Women in the village bearing a heavy workload
A new study shows that women are working almost twice as hard as their male counterparts.
The study shows that women work for an average of 15 hours a day in the agriculturally productive County.
In Upper Itabua area of the Embu County, in a sampling of work undertaken by couples, it turned out that women worked more compared to men.
Basic inquiries during community survey discussions revealed that men’s real productive time at work remained below four hours daily.
Senior officials from various departments including Kenya Forest Services (KFS), livestock production, social services, agriculture, fisheries and public health led representatives from the Upper Itabua area in bringing together ideas before finally adopting the area’s Community Action Plan.
The contribution of the couple to family work, profits and development came into play as experts from the Government sought to have the people in the region analyze how they could initiate profitable projects under funds set to become available under the Upper Tana Natural Resource Project.
The findings were unveiled at Itabua Chief’s Camp where experts from government departments in the Embu County, which is also expected to benefit from a chunk of more than $86 million (KSh5.4 billion) under various projects, is set to be launched under the Upper Tana Natural Resource Project. They were undertaking survey work to create groundwork on the choice of the needed and viable projects.
Leading the government officials was Eliza Kariuki, a forest officer, Chris Kinyua, a livestock production officer and Ann Kagiri an agricultural officer from the Ministry of Agriculture among others.
Husbands, it was revealed, appeared to spend more time mainly giving orders and directives to their wives or partners while women were literally involved in real and productive work from as early as dawn.
However, some of the men who attended the forums interjected defending themselves saying that giving “directives and orders” to their spouses and children was also work and sign of “good leadership”.
In many instances after spending many hours idle and away in the trading bases or drinking joints, women claimed that majority of men returned home to demand services including dinner and conjugal rights.
“This simple survey indicates clearly that men appear to waste huge amounts of time in non-productive and unprofitable activities when women are busy handling tangible income generating activities and positive socially attributes at homestead level where they are almost always overworked,” the report says.
In the survey, majority of women in Itabua normally wake up at 5am and take at least one hour to prepare breakfast. The next one hour is divided equally between tidying the home and serving breakfast to one’s husband.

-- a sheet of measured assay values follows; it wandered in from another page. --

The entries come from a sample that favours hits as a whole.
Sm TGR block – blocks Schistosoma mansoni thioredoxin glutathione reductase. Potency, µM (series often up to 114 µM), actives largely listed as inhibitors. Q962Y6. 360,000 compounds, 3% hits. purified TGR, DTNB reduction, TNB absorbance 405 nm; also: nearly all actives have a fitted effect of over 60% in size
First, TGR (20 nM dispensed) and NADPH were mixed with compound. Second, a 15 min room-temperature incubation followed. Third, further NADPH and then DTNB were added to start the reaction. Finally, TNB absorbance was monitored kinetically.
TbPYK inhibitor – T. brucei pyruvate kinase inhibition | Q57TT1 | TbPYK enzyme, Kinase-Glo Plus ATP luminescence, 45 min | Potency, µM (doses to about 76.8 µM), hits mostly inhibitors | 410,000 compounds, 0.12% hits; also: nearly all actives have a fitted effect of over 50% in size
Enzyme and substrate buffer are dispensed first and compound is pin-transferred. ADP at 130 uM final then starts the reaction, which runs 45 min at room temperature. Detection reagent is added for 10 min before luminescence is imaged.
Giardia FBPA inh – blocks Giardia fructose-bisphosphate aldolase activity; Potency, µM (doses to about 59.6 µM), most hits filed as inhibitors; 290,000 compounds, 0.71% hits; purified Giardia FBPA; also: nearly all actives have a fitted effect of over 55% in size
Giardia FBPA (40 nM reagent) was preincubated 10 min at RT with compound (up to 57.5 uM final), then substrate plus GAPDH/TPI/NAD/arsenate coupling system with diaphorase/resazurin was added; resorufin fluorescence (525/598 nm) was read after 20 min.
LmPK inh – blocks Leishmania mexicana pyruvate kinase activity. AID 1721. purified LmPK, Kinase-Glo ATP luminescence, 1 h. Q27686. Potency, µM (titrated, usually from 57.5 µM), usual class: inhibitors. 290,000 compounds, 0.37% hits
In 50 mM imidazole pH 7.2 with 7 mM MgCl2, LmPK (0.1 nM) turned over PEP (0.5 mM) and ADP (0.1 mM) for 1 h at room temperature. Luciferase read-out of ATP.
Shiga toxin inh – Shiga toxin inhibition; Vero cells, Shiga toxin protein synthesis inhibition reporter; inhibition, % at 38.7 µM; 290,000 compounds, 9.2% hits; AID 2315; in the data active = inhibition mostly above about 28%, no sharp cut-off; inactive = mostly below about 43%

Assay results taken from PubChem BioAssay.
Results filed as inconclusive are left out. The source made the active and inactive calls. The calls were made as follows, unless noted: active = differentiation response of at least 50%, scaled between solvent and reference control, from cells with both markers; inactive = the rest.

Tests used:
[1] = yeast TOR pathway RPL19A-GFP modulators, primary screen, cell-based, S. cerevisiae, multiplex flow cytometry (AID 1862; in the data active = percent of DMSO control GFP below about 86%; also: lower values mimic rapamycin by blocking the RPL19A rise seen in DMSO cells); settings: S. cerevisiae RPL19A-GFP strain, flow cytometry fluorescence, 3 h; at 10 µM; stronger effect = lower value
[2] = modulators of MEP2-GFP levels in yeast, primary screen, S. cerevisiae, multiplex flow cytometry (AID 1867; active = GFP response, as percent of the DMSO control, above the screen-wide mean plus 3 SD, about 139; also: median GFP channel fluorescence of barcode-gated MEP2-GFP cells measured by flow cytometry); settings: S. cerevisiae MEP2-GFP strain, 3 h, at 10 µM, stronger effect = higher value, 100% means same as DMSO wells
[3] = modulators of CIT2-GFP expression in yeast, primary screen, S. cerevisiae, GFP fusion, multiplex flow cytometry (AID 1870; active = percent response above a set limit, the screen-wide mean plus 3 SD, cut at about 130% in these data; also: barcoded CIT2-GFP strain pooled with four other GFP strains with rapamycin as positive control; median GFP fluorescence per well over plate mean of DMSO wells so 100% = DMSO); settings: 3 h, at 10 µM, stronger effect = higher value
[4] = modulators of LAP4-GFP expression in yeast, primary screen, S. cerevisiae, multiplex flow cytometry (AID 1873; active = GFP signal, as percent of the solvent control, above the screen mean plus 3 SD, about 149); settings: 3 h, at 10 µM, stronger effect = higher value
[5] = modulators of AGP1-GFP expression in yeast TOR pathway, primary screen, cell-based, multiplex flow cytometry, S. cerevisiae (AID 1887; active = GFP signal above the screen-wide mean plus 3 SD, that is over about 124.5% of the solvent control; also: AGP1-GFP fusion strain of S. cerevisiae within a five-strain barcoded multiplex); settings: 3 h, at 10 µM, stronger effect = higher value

After cleaning of utensils, women went to real productive work at homestead level starting with milking to work in the farm where food and cash crops are gathered, and at times even sold between 8.00 am to midday, a clear four hours of hard work.
Between 1 pm to 2 pm, the woman of the house is involved in cooking while doing house chores like washing and ironing clothes.
For about two hours between 2 pm to 4 pm the women feed cattle, fetch firewood and even sell some cash crops to customers.
Calculations indicate that out of 24 hours of the day, women literally spend up to 15 hours in real tangible work and are left with a mere nine hours to rest and sleep.
On the other hand, men or husbands for that matter, woke up at 7 am and generally go through taking a bath then having breakfast before pushing time to 8 pm when they start their real day by inspecting sections of the homestead and listening to news on the radio before issuing orders on basics issues requiring attention.
Majority of men, it emerged, do not go to the farm until 9.30 am but even then between 9.30 to 11.30 am, they return to home for a cup of tea. A large chunk of their time is spent inspecting the farm and doing very little tangible work.
After tea, the man of the house rests for about 30 minutes and returns to the work in the farm until 1.00 pm when he goes for lunch. After the meals, the man rests for about 30 minutes, demands water for a bath from the wife and by 3.00 pm, he leaves to join other men at a drinking joint in the local trading centre.
Before going out for the daily outing with fellow men, the man of the house spends time giving orders and directives on what should be done.
According to the women, most of the men return to the house towards 10 pm during which they are served by their wives who also have to brief them on the day’s proceedings and whether all the instruction given earlier had been fulfilled.
The man heads for bed at around 11 pm while the wife will be left behind for a while ensuring all is well including the children have done their homework and gone to sleep.
Analyses of hours spent by men in real productive work during the Upper Itabua Forum strangely revealed that they only worked for an average of three and half hours a day.
During the meetings, some men strongly defended their rather too much free time arguing that directives and orders as well as the fact that they headed families and provided guidance should also be considered as “tangible and profitable work”..